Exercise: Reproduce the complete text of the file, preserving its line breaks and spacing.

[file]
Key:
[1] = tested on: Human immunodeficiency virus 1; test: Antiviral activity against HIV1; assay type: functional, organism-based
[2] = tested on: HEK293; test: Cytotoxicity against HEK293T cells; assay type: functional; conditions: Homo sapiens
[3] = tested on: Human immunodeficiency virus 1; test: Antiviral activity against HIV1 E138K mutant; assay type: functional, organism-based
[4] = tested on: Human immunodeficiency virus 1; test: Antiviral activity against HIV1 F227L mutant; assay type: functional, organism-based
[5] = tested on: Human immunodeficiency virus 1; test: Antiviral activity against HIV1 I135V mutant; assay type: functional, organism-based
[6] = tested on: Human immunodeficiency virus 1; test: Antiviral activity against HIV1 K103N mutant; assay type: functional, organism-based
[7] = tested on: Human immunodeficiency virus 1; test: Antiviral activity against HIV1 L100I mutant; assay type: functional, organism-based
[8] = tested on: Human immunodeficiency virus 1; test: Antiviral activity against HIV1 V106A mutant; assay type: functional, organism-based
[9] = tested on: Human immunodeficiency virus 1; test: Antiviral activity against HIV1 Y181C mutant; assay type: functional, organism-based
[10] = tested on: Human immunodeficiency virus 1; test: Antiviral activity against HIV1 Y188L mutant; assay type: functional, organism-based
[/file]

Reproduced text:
Key:
[1] = tested on: Human immunodeficiency virus 1; test: Antiviral activity against HIV1; assay type: functional, organism-based
[2] = tested on: HEK293; test: Cytotoxicity against HEK293T cells; assay type: functional; conditions: Homo sapiens
[3] = tested on: Human immunodeficiency virus 1; test: Antiviral activity against HIV1 E138K mutant; assay type: functional, organism-based
[4] = tested on: Human immunodeficiency virus 1; test: Antiviral activity against HIV1 F227L mutant; assay type: functional, organism-based
[5] = tested on: Human immunodeficiency virus 1; test: Antiviral activity against HIV1 I135V mutant; assay type: functional, organism-based
[6] = tested on: Human immunodeficiency virus 1; test: Antiviral activity against HIV1 K103N mutant; assay type: functional, organism-based
[7] = tested on: Human immunodeficiency virus 1; test: Antiviral activity against HIV1 L100I mutant; assay type: functional, organism-based
[8] = tested on: Human immunodeficiency virus 1; test: Antiviral activity against HIV1 V106A mutant; assay type: functional, organism-based
[9] = tested on: Human immunodeficiency virus 1; test: Antiviral activity against HIV1 Y181C mutant; assay type: functional, organism-based
[10] = tested on: Human immunodeficiency virus 1; test: Antiviral activity against HIV1 Y188L mutant; assay type: functional, organism-based